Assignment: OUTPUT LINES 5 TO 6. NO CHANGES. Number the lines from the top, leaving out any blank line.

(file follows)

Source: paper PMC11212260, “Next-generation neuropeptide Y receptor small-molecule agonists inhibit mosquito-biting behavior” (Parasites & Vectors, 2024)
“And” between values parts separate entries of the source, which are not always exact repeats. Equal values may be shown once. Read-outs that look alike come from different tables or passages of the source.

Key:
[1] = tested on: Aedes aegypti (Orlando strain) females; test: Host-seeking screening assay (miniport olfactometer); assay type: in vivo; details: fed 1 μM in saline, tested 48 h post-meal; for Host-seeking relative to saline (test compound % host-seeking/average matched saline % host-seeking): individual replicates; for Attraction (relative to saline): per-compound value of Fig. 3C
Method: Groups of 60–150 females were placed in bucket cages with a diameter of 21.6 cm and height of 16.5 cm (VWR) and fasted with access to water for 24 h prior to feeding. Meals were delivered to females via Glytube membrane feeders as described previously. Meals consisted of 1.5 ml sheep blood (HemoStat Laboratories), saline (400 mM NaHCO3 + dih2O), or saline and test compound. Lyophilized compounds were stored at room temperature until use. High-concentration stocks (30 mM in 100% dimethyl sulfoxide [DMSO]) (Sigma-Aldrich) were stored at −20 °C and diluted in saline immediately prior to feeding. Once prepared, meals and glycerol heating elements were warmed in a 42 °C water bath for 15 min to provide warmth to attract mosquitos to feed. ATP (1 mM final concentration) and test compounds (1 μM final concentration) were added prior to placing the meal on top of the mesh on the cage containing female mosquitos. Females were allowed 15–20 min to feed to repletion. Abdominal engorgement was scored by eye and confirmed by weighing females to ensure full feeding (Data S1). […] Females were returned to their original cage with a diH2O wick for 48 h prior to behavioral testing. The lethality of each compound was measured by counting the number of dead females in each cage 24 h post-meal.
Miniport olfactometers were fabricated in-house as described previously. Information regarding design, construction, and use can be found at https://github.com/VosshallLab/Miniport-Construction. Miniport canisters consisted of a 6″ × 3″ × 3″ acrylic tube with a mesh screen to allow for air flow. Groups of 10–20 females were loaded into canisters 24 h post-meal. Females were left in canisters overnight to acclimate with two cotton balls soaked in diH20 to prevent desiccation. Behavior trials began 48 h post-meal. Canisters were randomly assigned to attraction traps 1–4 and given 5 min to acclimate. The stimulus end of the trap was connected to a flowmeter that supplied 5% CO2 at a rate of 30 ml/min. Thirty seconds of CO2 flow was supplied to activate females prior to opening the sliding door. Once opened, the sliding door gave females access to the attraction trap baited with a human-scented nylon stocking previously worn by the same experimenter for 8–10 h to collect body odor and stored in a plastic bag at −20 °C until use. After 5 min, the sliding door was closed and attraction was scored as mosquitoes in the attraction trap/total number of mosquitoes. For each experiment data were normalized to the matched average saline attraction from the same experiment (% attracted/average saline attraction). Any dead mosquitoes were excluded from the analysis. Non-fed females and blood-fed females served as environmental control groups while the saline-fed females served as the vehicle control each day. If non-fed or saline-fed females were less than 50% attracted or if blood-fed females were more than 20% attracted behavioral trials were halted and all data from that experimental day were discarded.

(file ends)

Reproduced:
Method: Groups of 60–150 females were placed in bucket cages with a diameter of 21.6 cm and height of 16.5 cm (VWR) and fasted with access to water for 24 h prior to feeding. Meals were delivered to females via Glytube membrane feeders as described previously. Meals consisted of 1.5 ml sheep blood (HemoStat Laboratories), saline (400 mM NaHCO3 + dih2O), or saline and test compound. Lyophilized compounds were stored at room temperature until use. High-concentration stocks (30 mM in 100% dimethyl sulfoxide [DMSO]) (Sigma-Aldrich) were stored at −20 °C and diluted in saline immediately prior to feeding. Once prepared, meals and glycerol heating elements were warmed in a 42 °C water bath for 15 min to provide warmth to attract mosquitos to feed. ATP (1 mM final concentration) and test compounds (1 μM final concentration) were added prior to placing the meal on top of the mesh on the cage containing female mosquitos. Females were allowed 15–20 min to feed to repletion. Abdominal engorgement was scored by eye and confirmed by weighing females to ensure full feeding (Data S1). […] Females were returned to their original cage with a diH2O wick for 48 h prior to behavioral testing. The lethality of each compound was measured by counting the number of dead females in each cage 24 h post-meal.
Miniport olfactometers were fabricated in-house as described previously. Information regarding design, construction, and use can be found at https://github.com/VosshallLab/Miniport-Construction. Miniport canisters consisted of a 6″ × 3″ × 3″ acrylic tube with a mesh screen to allow for air flow. Groups of 10–20 females were loaded into canisters 24 h post-meal. Females were left in canisters overnight to acclimate with two cotton balls soaked in diH20 to prevent desiccation. Behavior trials began 48 h post-meal. Canisters were randomly assigned to attraction traps 1–4 and given 5 min to acclimate. The stimulus end of the trap was connected to a flowmeter that supplied 5% CO2 at a rate of 30 ml/min. Thirty seconds of CO2 flow was supplied to activate females prior to opening the sliding door. Once opened, the sliding door gave females access to the attraction trap baited with a human-scented nylon stocking previously worn by the same experimenter for 8–10 h to collect body odor and stored in a plastic bag at −20 °C until use. After 5 min, the sliding door was closed and attraction was scored as mosquitoes in the attraction trap/total number of mosquitoes. For each experiment data were normalized to the matched average saline attraction from the same experiment (% attracted/average saline attraction). Any dead mosquitoes were excluded from the analysis. Non-fed females and blood-fed females served as environmental control groups while the saline-fed females served as the vehicle control each day. If non-fed or saline-fed females were less than 50% attracted or if blood-fed females were more than 20% attracted behavioral trials were halted and all data from that experimental day were discarded.